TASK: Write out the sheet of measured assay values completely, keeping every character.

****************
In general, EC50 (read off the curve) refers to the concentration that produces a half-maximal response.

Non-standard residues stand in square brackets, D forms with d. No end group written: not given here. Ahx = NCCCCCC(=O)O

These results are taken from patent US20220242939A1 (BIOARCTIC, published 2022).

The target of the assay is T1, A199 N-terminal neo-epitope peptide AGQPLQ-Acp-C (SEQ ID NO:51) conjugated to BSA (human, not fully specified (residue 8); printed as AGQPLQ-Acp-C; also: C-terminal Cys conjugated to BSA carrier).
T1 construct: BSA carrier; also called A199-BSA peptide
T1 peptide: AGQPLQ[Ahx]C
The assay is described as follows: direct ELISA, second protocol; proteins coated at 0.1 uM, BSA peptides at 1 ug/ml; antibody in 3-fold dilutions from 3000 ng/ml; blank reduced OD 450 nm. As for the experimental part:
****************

In general, EC50 (read off the curve) refers to the concentration that produces a half-maximal response.

Non-standard residues stand in square brackets, D forms with d. No end group written: not given here. Ahx = NCCCCCC(=O)O

These results are taken from patent US20220242939A1 (BIOARCTIC, published 2022).

The target of the assay is T1, A199 N-terminal neo-epitope peptide AGQPLQ-Acp-C (SEQ ID NO:51) conjugated to BSA (human, not fully specified (residue 8); printed as AGQPLQ-Acp-C; also: C-terminal Cys conjugated to BSA carrier).
T1 construct: BSA carrier; also called A199-BSA peptide
T1 peptide: AGQPLQ[Ahx]C
The assay is described as follows: direct ELISA, second protocol; proteins coated at 0.1 uM, BSA peptides at 1 ug/ml; antibody in 3-fold dilutions from 3000 ng/ml; blank reduced OD 450 nm. As for the experimental part: